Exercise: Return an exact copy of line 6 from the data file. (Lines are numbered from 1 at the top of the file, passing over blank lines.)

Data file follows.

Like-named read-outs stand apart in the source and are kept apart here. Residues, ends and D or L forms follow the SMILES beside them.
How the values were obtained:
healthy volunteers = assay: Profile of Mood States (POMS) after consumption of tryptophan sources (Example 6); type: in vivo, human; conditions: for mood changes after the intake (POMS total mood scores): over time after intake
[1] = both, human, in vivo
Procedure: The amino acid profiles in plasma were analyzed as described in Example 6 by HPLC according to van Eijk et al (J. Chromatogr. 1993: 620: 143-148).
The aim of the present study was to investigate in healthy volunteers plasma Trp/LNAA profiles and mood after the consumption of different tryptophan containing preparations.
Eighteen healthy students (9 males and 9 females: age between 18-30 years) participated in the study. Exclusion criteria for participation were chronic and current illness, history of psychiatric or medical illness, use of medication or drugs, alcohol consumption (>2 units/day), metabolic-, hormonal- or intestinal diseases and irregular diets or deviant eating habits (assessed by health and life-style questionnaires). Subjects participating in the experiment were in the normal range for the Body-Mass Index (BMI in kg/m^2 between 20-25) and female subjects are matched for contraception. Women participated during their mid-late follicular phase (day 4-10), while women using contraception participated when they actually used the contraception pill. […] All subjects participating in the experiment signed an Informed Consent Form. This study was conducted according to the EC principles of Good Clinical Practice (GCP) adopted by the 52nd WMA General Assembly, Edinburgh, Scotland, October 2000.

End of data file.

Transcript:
The aim of the present study was to investigate in healthy volunteers plasma Trp/LNAA profiles and mood after the consumption of different tryptophan containing preparations.